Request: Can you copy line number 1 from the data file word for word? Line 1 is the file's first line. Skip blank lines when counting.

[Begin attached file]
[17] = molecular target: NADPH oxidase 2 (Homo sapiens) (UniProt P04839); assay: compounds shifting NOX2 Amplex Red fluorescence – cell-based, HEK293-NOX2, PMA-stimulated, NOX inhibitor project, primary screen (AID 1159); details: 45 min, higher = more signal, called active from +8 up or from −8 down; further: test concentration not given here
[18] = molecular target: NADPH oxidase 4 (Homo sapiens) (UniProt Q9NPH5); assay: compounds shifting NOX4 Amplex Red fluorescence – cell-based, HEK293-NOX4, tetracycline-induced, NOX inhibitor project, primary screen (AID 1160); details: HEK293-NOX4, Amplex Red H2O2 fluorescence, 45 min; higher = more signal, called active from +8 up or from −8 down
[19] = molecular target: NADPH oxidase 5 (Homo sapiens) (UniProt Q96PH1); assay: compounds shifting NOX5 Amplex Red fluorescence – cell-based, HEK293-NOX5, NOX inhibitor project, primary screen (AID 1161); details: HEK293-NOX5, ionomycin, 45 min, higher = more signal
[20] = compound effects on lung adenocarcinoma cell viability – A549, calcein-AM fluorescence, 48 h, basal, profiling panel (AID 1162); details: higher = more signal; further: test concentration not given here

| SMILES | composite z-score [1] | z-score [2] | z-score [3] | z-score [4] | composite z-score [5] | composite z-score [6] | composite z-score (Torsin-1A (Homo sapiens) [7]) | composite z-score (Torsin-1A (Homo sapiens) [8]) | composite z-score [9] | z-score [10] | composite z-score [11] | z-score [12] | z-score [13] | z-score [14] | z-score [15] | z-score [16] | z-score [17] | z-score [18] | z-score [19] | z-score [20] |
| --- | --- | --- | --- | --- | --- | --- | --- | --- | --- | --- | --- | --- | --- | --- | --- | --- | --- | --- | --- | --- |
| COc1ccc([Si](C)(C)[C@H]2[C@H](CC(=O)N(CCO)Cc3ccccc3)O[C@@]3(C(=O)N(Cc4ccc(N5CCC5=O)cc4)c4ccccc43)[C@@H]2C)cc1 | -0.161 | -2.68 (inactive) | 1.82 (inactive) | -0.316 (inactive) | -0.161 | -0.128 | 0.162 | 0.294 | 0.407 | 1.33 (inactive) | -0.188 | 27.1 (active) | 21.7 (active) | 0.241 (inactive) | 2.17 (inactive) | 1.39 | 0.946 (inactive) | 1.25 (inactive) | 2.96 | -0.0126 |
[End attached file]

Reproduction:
[17] = molecular target: NADPH oxidase 2 (Homo sapiens) (UniProt P04839); assay: compounds shifting NOX2 Amplex Red fluorescence – cell-based, HEK293-NOX2, PMA-stimulated, NOX inhibitor project, primary screen (AID 1159); details: 45 min, higher = more signal, called active from +8 up or from −8 down; further: test concentration not given here